So should you take more risk or dial it down? It all depends on your appetite for risk: You need to decide whether you care more about upside potential or downside protection.
That said, if you have money that you know you’ll never spend during your lifetime, and instead plan to leave it to your heirs or to charity, I’d be inclined to invest that money largely or entirely in stocks. Assuming neither your heirs nor the charity are banking on the money, it’s going to be gravy to them—so you might as well aim for as much gravy as possible.
Follow Jonathan on Twitter @ClementsMoney and on Facebook. His most recent articles include Signal Failure, Cash Back and Crazy Like a Fox. Jonathan’s latest books: From Here to Financial Happiness and How to Think About Money.
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Under normal circumstances, a retiree would raise funds for annual living expenses (beyond Social Security and other non-wage income) via portfolio rebalancing transactions. What are the specific circumstances or triggers that would cause the retiree to draw upon the five-year reserves in order to fund annual living expenses? When would the retiree stop drawing from these reserves and return to using rebalancing transactions? How and when should the reserves be replenished? Could you please provide specific guidance? Thanks very much.
Great article…except for the last paragraph. Prior to the last paragraph you are essentially saying that you can dial it down once you get to a point where you feel the income from investments, pension, SS, annuities is a good match with expected expenses to come. In the last paragraph you seem to assume that potential catastrophic health care expenses, possible long term expenses, and expenses for those of us who are of the of the sandwich generation who potentially have to support the generation before us and the generation after us are off the table. It seems to me that you are making some unreasonable assumptions. In addition, do you tell someone with a $1Million portfolio and a 2% withdrawal rate that they should invest 60/40 in equities and face the potential of a 2008 event? First off, you are addressing a situation that applies to a very small part of the population in this country. And I have yet to talk to a CFA who would tell someone to do what you are suggesting. Risk tolerance means not just how you feel about risk but about what level of risk is necessary to meet your goals.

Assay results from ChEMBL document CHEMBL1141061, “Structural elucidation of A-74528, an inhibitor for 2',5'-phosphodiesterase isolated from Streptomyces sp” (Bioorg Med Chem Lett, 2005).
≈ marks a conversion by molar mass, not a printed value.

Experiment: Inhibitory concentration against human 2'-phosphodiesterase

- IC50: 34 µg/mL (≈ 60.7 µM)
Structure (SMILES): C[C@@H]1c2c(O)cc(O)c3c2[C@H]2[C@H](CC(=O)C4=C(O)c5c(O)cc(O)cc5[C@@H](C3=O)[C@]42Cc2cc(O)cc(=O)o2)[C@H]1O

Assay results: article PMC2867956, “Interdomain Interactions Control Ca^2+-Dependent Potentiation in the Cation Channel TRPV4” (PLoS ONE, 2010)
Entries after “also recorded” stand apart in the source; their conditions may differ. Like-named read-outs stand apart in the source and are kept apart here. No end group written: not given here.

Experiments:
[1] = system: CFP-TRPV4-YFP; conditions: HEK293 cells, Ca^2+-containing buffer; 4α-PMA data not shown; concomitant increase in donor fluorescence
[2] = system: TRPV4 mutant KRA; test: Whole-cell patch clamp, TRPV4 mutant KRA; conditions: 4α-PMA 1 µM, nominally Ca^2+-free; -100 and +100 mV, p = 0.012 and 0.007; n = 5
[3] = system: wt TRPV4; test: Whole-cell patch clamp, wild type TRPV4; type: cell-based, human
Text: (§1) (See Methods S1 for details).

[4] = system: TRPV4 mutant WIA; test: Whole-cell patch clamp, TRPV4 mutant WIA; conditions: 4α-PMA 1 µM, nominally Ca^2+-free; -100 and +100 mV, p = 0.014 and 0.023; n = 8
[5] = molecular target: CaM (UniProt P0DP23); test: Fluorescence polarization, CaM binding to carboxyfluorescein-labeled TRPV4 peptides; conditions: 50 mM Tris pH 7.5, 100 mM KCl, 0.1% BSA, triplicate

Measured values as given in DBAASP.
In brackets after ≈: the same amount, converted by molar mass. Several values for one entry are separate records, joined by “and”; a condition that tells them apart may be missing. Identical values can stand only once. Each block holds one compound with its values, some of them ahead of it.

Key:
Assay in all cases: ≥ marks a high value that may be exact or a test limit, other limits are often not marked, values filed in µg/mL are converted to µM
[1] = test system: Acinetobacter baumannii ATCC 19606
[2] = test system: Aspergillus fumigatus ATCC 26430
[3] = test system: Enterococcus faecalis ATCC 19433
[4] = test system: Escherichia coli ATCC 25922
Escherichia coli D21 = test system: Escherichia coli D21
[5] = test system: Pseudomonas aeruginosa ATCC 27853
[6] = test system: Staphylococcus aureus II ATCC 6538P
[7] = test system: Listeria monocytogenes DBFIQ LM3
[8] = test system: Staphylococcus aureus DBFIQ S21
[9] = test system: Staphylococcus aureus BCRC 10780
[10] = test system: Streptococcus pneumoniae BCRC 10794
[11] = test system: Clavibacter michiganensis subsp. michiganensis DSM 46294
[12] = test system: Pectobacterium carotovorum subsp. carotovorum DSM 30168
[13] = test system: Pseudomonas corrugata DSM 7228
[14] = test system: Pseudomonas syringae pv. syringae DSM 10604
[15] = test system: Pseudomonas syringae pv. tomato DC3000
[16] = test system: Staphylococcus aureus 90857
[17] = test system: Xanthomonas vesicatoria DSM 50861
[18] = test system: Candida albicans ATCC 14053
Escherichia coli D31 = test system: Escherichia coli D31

Interesting example. In that situation, I don’t think I’d have any issue with the 60/40 allocation, though of course we all have unique situations and perhaps even my sense of risk is out of spec. The way I think about that situation, is that $1M at 2% provides a big buffer, since most people would turn out fine with a 4% withdrawal of $500K in savings for 30 years or so (leaving aside whether the future will be like the past when it comes to the Trinity study.)
Therefore, a 50% loss against a $1M portfolio would leave you withdrawing 4% against a $500K portfolio, which should still sustain a reasonable retirement in most cases. Still, that’s not quite accurate. A 50% loss on the entire portfolio is unlikely I think – but a 50% loss on the equity portion of the portfolio is an event that takes place once every decade or so, and should be part of our planning process. So, if I lose 50% of the 60% of my AA that is in Equities, I lose 30% of my portfolio, so I still have around 70% or $700K. I still have a 20% buffer vs my true base needs ($500K). Plus, equities are then on sale. As a worst case scenario, that seems acceptable to me, since my core goals are met.
Perhaps you have a different reading of how that plays out, or just have a different sense of acceptable risk. Clearly, not everyone would be happy in that situation – but for some folks who understood the risks, it may be just fine.
And yet, inflation and taxes are a couple of the biggest threats to saved assets.
The use of a Roth IRA as a tax sheltered savings vehicle can provide great benefit to an investor, with benefit of tax free withdrawals after age 591/2, thus relieving the tax piece.
Investing “mainly” in equity based assets during positive economic and market trends and duration assets during negative economic and market periods ( see Part 2 in links below ) may alleviate the inflation piece ( by maximizing asset accumulation above the rate of inflation through “strategic” and “tactical” use of bonds ).
If an investor is so inclined, they may build a “safe money” bucket during positive trends through a regular percentage “asset harvesting” from the equity portfolio ( see Part 5 * ).
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Great article Jonathan. This approach worked really well for my mother-in-law. After she sold her home and moved into assisted living, we set aside 5 years of expenses in cash, and put the rest in low cost bond and stock index funds. Because of medical diagnosis we were able to deduct her assisted living expenses as medical deductions. This allowed us to move IRA funds to cash tax free and fill her cash accounts. She was able to live safely and comfortably for many years, and her portfolio grew to leave a nice legacy her 5 children.